?

Log in

Back from the dead.

1126121057

I'm hard at work on Lifted Up, after a long hiatus. I've been saving these blue Moleskines for this novel in particular because aqua is Verity's color. Not for plot related reasons, that's just how I see her in my head--Manic Panic Pillarbox Red hair-dye against a cerulean backdrop.

As part of my social media resurrection, I've started a Tumblr for posting pictures and music related to Lifted Up, A World of Light, and Find Me Here (I need a collective name for these books. The Magical Raleigh books? No, on second thought...just no.) It is here: http://verity-odette-rose.tumblr.com. My three protagonists, come together in perfect harmony to...form a url.

Hope you've been well. It'll be nice to talk about books again.

Tags:

1997-2012, a musical retrospective

I used to do one of these every year or so. What on earth happened?

Interesting, possibly off-puttingly freakish fact: I've only been listening to music since I was 15. In the way that people usually listen to music, that is. Prior to the age of 15 my access to music was limited to singing in a Baptist school choir.

Then, in a fit of rebellion, I began to listen to the radio on the sly. Soon, I found myself watching VH1 continuously (which you cannot judge me for because it was the late 90's and everything was different, at least the TV music channels.) And then in 2000 I started college and discovered Napster and the untold freedom of being able to get that one song you loved without buying the entire album, so very necessary when you're never not broke. (The last time I made that mistake was when I bought the first Train album. Christ. I mean, I know I was 18, but there are some things not even youth can excuse.)

So, the following songs represent my exposure to the world of music that isn't hymns (I could, maybe even should, do a hymns-only post). They're sorted in order of when I first encountered them, from 1997 to the present day.

They are (I think) my top ten song of (mostly) all time.


1. The Heart Asks Pleasure First | Michael Nyman

There was a girl in my voice class in school who could be heard from either end of the music corridor practicing this piece before class every day. Whenever I listen to it, I like to imagine that I am some luckier, alternate-universe version of myself, gifted with the discipline to learn the piano as an adult, and in this happy dream I crash my way through this song. It's full of the most delicious rage. Also, running. It's definitely running music.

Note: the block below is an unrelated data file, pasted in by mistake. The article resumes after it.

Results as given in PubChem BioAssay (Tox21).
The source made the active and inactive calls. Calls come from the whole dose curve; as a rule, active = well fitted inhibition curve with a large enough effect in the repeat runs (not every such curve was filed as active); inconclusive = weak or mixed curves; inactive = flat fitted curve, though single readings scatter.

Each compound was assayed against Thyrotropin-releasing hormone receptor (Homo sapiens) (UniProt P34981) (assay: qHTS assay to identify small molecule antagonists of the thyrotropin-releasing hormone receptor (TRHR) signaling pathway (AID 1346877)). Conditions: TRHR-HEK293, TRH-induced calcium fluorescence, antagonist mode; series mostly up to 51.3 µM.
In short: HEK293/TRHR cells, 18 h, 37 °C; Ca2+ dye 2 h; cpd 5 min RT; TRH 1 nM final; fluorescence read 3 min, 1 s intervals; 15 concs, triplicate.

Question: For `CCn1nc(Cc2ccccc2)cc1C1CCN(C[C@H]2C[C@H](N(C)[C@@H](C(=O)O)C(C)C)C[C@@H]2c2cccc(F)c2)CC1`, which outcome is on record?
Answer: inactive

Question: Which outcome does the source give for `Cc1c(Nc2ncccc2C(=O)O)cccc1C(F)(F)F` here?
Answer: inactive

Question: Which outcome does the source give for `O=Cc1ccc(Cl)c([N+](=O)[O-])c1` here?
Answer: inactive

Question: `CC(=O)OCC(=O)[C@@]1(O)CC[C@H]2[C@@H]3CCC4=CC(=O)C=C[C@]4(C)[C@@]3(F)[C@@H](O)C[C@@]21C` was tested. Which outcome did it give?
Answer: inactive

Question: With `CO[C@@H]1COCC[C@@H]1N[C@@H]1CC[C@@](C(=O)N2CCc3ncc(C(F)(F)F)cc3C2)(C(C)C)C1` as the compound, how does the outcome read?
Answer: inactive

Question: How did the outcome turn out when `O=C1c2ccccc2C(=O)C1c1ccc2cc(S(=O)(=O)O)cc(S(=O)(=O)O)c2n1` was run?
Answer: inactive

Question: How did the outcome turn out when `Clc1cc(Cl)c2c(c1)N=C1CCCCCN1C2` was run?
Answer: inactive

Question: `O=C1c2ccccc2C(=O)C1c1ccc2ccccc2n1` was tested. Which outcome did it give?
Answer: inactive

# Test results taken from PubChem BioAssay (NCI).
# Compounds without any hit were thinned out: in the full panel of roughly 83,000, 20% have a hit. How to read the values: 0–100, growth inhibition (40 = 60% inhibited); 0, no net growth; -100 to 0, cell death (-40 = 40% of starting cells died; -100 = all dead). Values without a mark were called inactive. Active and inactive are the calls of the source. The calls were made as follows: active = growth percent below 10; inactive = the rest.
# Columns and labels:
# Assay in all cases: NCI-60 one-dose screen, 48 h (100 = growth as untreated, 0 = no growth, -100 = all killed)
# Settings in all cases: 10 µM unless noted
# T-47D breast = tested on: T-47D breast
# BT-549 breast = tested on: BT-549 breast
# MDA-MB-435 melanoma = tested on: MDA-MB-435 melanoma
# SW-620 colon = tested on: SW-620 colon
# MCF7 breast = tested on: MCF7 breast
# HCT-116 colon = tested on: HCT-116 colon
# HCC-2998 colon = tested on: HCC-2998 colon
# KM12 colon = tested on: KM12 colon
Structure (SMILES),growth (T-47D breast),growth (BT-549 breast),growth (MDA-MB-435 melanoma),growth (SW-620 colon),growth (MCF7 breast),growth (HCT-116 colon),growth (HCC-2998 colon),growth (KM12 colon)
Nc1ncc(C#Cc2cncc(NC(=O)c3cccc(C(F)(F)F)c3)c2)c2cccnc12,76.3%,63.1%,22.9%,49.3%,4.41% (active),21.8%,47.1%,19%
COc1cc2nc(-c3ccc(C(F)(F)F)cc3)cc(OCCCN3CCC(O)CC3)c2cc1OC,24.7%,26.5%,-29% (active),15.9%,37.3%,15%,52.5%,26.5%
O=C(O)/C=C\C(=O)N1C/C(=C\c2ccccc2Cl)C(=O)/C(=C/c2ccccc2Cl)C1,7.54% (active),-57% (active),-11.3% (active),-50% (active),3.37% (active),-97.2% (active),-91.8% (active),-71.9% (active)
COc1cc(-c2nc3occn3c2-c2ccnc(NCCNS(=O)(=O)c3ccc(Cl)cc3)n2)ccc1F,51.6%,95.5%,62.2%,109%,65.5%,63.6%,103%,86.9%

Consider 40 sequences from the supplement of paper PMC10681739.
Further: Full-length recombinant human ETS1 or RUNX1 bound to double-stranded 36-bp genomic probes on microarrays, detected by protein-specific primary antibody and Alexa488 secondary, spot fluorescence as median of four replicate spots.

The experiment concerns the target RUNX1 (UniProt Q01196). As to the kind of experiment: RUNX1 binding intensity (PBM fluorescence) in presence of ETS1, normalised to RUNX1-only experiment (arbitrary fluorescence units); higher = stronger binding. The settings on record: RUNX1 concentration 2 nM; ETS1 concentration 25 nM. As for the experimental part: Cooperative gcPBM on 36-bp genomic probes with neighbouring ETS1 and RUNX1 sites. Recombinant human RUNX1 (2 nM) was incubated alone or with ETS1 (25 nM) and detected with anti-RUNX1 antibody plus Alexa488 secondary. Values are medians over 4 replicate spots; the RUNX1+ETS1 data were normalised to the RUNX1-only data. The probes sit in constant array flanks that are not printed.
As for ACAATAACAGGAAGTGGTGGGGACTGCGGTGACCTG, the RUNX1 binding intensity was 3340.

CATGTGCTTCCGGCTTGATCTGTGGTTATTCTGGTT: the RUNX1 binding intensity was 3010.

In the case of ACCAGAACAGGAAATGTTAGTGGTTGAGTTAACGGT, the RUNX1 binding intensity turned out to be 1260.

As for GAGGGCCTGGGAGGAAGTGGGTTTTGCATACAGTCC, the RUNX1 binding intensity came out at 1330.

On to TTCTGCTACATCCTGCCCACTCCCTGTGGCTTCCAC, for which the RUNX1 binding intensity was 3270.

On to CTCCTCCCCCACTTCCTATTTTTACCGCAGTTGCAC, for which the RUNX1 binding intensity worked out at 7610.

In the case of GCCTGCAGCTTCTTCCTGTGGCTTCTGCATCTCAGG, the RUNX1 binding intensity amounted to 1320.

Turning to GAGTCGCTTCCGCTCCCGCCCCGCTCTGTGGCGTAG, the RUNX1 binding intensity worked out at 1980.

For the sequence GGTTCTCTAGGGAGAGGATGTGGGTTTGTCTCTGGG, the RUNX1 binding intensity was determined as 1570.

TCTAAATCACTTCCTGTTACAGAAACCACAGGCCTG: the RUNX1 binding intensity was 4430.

2. All Is Full of Love | Björk

This was my first exposure to Björk. Perfectly designed to catch my interest at 17. Weird and haunting, with soaring vocals, peculiar instrumentation--all trademark Björk qualities that pulled me into this song. The lyrics keep me pulled in now: you'll be given love / you have to trust it.


3. Get By | Talib Kweli

Summer of 2003, I was 21. I'd spent over a year living with people who didn't want me around, which did curious things to my head. Around the same time, I discovered the delights and perils of self-medication, and also this song, which I clung to as a kind of talisman against self-destruction. Perhaps ironically.


4. Don't Fear the Reaper | Blue Oyster Cult

I spent most of three years living with my parents after college to save money. It was a bit of a stagnant period. I went out walking for a couple of hours every night, getting to know pretty much every inch of my tiny home town. This song was usually playing on my iPod while I walked.


5. Hjartað hamast | Sigur Rós

I have so many ~feelings~ about Sigur Ros that I barely know how to talk about them. I discovered them in the summer of 2007, which I spent most of sitting in my backyard and writing stories in notebooks. Any song on this album, or Takk, transports me back there instantly, to the smell of growing tomatoes and the drip of sweat down my neck.


6. A Change Is Gonna Come | Sam Cooke

2008, the summer and autumn running up to the election. I worked at a public school in Durham and volunteered for the Obama campaign and made friends with the regulars at my favorite coffee shop by talking politics. Say what I will and think what I must about anything and everything that came after, I still think November 9th 2008 was the happiest day of my life, because it showed me the world was a different place than I'd thought it was. This song was the cornerstone of my election season playlist.


7. Verdi Cries | 10,000 Maniacs

Autumn in downtown Raleigh. Working on my novel at the 24 hr IHOP while it rains outside. My favorite thing to listen to when I'm working on a story is a story-song.

Guys. Natalie Merchant is 48. How did that happen.


8. Chaconne (Partita #2 In D Minor for violin) | Bach

Summer 2011. This piece is 18 minutes long and it feels like a life story. I can shut my eyes and do nothing but listen and never have my attention tempted away. The sort of music you can fall down into forever and never hit bottom. My iTunes registers 700+ plays, because I tend to turn it on and let it for hours.


9. The First Time Ever I Saw Your Face | Roberta Flack

This past fall, when I was homeless, I made a playlist of songs to listen to as I was trying to fall asleep in my car, and this was at the top. Because everything about it is perfect.


10. Magnificat | Arvo Pärt

I've been discovering Arvo Part this winter. Another piece to play for hours. If you listen to music that way. I do, clearly.

Tags:

Every Day I Dream About Sunshine

When I was a kid, I loved rain. Chilly, wet, foggy, grey days. I preferred winter over summer. "You can always put on more clothes, but you can only get so naked!" I would say, referring to the heat vs cold debate. I was born in January, I just assumed that ice was in my bones.

Then, I don't even know what happened. I grew up, stopped actually striving to resemble a Gothic heroine, and started writing novels. Outside. I just, I don't know, writing outside seemed like the thing to do, and then it worked, and it stuck, and now I can't write any. other. way. I am plein-air.